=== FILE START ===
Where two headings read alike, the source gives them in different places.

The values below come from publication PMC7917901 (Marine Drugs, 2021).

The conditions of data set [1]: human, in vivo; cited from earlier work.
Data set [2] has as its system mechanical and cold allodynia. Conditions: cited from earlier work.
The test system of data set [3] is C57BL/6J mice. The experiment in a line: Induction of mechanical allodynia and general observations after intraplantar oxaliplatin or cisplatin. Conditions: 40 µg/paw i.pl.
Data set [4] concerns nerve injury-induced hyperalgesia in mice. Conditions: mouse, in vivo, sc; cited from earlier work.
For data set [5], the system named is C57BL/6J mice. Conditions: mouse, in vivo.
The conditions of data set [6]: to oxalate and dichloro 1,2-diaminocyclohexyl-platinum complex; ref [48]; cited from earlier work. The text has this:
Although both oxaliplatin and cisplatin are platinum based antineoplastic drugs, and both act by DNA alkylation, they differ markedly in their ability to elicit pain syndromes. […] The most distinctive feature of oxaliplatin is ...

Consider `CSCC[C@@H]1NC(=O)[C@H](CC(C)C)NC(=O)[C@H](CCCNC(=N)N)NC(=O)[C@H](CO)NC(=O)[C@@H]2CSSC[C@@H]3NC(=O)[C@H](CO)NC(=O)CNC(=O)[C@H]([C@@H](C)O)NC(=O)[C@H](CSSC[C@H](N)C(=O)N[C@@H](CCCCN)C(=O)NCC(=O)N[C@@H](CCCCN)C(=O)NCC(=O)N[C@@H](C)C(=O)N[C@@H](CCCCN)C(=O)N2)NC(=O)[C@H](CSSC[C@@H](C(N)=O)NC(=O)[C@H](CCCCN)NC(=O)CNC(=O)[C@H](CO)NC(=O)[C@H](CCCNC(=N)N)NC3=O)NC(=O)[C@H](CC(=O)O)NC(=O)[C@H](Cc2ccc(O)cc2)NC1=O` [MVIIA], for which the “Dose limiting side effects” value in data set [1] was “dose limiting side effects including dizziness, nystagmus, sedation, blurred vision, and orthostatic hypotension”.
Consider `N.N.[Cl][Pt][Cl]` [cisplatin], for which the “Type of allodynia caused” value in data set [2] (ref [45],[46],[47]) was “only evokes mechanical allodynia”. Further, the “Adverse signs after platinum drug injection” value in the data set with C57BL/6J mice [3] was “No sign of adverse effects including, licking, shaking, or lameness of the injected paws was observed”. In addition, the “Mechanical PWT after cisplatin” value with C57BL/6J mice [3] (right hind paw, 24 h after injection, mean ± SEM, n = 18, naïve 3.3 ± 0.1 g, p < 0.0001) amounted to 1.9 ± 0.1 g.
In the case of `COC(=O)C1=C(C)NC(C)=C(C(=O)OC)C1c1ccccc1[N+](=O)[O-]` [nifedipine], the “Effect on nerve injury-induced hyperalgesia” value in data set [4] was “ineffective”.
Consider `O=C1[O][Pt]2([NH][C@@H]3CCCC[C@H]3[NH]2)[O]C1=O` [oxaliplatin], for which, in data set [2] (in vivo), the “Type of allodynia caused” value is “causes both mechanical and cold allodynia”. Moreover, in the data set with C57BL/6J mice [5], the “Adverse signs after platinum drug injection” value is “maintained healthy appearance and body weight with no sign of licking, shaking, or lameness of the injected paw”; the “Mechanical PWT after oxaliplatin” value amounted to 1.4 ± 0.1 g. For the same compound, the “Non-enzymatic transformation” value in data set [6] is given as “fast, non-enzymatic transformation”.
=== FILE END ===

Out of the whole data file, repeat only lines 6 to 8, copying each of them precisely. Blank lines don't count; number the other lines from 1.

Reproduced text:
Data set [4] concerns nerve injury-induced hyperalgesia in mice. Conditions: mouse, in vivo, sc; cited from earlier work.
For data set [5], the system named is C57BL/6J mice. Conditions: mouse, in vivo.
The conditions of data set [6]: to oxalate and dichloro 1,2-diaminocyclohexyl-platinum complex; ref [48]; cited from earlier work. The text has this: